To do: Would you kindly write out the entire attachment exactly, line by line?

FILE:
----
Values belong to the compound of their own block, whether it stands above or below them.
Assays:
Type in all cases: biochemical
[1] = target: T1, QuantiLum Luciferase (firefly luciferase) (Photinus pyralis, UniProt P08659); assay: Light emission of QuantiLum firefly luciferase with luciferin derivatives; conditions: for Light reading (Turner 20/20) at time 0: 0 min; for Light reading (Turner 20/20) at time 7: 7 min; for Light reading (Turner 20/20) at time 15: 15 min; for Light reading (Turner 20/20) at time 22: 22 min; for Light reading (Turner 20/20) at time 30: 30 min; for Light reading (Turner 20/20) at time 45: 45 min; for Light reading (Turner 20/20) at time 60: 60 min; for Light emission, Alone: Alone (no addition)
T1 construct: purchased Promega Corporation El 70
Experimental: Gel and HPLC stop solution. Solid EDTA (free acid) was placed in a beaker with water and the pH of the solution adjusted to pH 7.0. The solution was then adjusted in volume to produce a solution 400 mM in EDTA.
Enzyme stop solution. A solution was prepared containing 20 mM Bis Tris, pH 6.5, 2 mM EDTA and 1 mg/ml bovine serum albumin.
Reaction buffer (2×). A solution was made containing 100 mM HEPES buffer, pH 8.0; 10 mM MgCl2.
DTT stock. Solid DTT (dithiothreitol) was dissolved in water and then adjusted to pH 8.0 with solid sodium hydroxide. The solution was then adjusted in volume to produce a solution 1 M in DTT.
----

Values belong to the compound of their own block, whether it stands above or below them.
Assays:
Type in all cases: biochemical
[1] = target: T1, QuantiLum Luciferase (firefly luciferase) (Photinus pyralis, UniProt P08659); assay: Light emission of QuantiLum firefly luciferase with luciferin derivatives; conditions: for Light reading (Turner 20/20) at time 0: 0 min; for Light reading (Turner 20/20) at time 7: 7 min; for Light reading (Turner 20/20) at time 15: 15 min; for Light reading (Turner 20/20) at time 22: 22 min; for Light reading (Turner 20/20) at time 30: 30 min; for Light reading (Turner 20/20) at time 45: 45 min; for Light reading (Turner 20/20) at time 60: 60 min; for Light emission, Alone: Alone (no addition)
T1 construct: purchased Promega Corporation El 70
Experimental: Gel and HPLC stop solution. Solid EDTA (free acid) was placed in a beaker with water and the pH of the solution adjusted to pH 7.0. The solution was then adjusted in volume to produce a solution 400 mM in EDTA.
Enzyme stop solution. A solution was prepared containing 20 mM Bis Tris, pH 6.5, 2 mM EDTA and 1 mg/ml bovine serum albumin.
Reaction buffer (2×). A solution was made containing 100 mM HEPES buffer, pH 8.0; 10 mM MgCl2.
DTT stock. Solid DTT (dithiothreitol) was dissolved in water and then adjusted to pH 8.0 with solid sodium hydroxide. The solution was then adjusted in volume to produce a solution 1 M in DTT.